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Combat human trafficking: stay alert, aware

Human trafficking can take on many forms. According to the United Nations, human trafficking affects every country in the world. The Department of Defense has a zero tolerance policy on human trafficking that applies to every DoD employee. (Graphic courtesy of DoD)

Human trafficking can take on many forms. According to the United Nations, human trafficking affects every country in the world. The Department of Defense has a zero tolerance policy on human trafficking that applies to every DoD employee. (Graphic courtesy of DoD)

The Air Force has zero tolerance for trafficking in persons. Combat Trafficking in Persons aims to educate military members on the seriousness of this crime, impact on the military and the results in terms of human tragedy. (U.S. Air Force graphic by David Perry)

The Air Force has zero tolerance for trafficking in persons. Combat Trafficking in Persons aims to educate military members on the seriousness of this crime, impact on the military and the results in terms of human tragedy. (U.S. Air Force graphic by David Perry)

SCHRIEVER AIR FORCE BASE, Colo. --

Human trafficking can take on many forms, and according to the United Nations, human trafficking affects every country in the world.

Cecilia Smith, 50th Space Wing Sexual Assault Prevention and Response office sexual assault response coordinator, is also the representative for Combating Trafficking in Persons at Schriever.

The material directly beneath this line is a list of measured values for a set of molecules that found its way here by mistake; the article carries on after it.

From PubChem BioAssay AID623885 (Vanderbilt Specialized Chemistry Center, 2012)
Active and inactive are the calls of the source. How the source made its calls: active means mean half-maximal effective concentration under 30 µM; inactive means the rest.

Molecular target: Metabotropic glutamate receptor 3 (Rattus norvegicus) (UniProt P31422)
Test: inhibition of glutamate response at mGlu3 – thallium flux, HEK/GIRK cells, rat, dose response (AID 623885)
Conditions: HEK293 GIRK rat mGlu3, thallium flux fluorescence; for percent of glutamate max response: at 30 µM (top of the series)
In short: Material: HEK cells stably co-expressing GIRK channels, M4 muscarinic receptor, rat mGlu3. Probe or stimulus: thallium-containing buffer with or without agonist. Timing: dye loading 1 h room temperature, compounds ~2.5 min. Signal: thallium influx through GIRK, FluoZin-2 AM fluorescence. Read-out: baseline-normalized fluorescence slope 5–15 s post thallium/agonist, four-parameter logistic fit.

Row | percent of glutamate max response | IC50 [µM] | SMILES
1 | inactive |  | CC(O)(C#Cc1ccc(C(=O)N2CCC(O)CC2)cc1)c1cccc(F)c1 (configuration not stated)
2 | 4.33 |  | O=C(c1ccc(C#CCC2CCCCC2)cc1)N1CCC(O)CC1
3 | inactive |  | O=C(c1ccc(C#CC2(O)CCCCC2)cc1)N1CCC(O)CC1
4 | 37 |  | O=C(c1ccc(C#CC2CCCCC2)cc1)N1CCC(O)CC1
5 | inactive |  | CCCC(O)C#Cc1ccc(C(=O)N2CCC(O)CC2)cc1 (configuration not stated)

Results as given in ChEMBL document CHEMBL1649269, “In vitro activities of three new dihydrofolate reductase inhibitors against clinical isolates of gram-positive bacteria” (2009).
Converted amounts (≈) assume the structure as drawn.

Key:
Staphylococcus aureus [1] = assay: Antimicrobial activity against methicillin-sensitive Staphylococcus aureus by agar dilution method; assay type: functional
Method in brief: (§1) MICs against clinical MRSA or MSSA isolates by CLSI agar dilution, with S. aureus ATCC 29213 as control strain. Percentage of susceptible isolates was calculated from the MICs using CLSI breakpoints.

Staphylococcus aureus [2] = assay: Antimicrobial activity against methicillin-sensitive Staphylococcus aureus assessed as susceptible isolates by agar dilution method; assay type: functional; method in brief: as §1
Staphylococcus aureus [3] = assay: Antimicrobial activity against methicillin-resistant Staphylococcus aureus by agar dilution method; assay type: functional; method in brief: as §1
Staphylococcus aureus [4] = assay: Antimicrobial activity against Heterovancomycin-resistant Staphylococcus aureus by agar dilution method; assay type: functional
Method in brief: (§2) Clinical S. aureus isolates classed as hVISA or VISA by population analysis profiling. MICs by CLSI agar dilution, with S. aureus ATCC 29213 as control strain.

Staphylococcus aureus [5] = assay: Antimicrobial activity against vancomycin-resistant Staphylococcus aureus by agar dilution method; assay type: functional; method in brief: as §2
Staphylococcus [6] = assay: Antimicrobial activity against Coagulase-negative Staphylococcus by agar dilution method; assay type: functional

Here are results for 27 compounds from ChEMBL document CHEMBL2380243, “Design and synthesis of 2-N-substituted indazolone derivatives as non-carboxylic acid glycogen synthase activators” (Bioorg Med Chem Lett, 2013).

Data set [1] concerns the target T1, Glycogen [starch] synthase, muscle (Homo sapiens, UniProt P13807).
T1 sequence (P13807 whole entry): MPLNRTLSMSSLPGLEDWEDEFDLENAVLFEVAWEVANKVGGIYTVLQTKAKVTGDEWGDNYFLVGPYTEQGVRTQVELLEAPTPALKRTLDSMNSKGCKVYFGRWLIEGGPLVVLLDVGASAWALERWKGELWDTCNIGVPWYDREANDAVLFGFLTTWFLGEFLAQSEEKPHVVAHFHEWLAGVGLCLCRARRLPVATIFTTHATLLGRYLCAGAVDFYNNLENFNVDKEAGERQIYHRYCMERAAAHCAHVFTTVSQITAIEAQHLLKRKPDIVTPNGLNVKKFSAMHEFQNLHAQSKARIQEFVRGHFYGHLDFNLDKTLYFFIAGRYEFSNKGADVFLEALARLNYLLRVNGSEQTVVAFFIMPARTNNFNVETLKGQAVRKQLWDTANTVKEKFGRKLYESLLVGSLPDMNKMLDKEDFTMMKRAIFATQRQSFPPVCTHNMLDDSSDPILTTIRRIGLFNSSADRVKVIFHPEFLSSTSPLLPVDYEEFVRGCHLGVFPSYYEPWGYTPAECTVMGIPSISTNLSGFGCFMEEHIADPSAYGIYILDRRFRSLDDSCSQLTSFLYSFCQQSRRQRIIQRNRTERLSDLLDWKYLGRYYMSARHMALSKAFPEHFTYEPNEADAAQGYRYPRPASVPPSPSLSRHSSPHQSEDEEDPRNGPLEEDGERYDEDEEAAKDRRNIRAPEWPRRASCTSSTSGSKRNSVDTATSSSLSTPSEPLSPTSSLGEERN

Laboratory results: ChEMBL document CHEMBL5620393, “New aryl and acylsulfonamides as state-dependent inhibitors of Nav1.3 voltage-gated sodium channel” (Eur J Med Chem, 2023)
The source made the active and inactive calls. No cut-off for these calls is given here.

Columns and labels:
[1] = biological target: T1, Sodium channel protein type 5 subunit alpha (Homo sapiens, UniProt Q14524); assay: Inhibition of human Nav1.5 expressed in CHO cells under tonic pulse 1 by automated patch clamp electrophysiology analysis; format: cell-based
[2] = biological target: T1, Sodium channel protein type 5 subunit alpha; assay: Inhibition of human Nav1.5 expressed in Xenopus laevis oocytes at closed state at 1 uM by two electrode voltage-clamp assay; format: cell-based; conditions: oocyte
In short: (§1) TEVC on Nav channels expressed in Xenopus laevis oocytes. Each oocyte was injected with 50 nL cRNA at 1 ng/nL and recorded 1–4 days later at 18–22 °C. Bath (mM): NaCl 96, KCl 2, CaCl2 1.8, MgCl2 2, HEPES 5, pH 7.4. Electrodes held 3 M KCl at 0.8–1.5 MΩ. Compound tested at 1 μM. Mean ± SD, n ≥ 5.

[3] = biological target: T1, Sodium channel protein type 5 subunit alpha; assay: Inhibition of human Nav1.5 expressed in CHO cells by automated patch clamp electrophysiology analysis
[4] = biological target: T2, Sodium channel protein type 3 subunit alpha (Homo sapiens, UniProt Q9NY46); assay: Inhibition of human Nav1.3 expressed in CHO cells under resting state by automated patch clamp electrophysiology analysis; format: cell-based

“Human trafficking destroys lives and it poses a threat to national security,” she said. “Everyone needs to be educated to stop it. We need to focus on awareness so people realize it’s not just an overseas issue; it’s in [our] own backyard.”

According to the 2019 Trafficking in Persons Report, advocates report a growing trend of criminals using online social media platforms to recruit and advertise targets.

Smith said this is especially dangerous for children who can’t comprehend the threat.

“Now a days, everyone’s a friend,” she said. “There are so many children online who get friend requests and likes from strangers. In their eyes, there’s nothing wrong with that.”

To combat this, Smith advises parents to stay involved with their children’s social media activity and take any changes in behavior or warning signs seriously.

“There are indicators to watch for, such as individuals who are avoiding eye contact, aren’t speaking out, don’t know where they are or where their personal items are such as ID’s, passports, etc. and who can’t seem to go off on their own,” she said.

Special Agent Michael Franklin, Air Force Office of Special Investigations Detachment 807, advises Airmen to report anything that shows warning signs of human trafficking.

“Just because [indicators] are present doesn’t automatically mean human trafficking is happening,” he said. “But if you see a cluster of indicators, it might not be a coincidence. Report anything that looks suspicious, determining if it’s credible or not is our job. Whether or not anything comes out of [the allegation] is based on the facts of the investigation.”

Should Airmen come across signs of a human trafficking victim, or someone involved with human trafficking, contact AFOSI at 567-5049 to file an official report. Contact the SAPR office for more information about the Combating Trafficking in Persons program at 567-7272.

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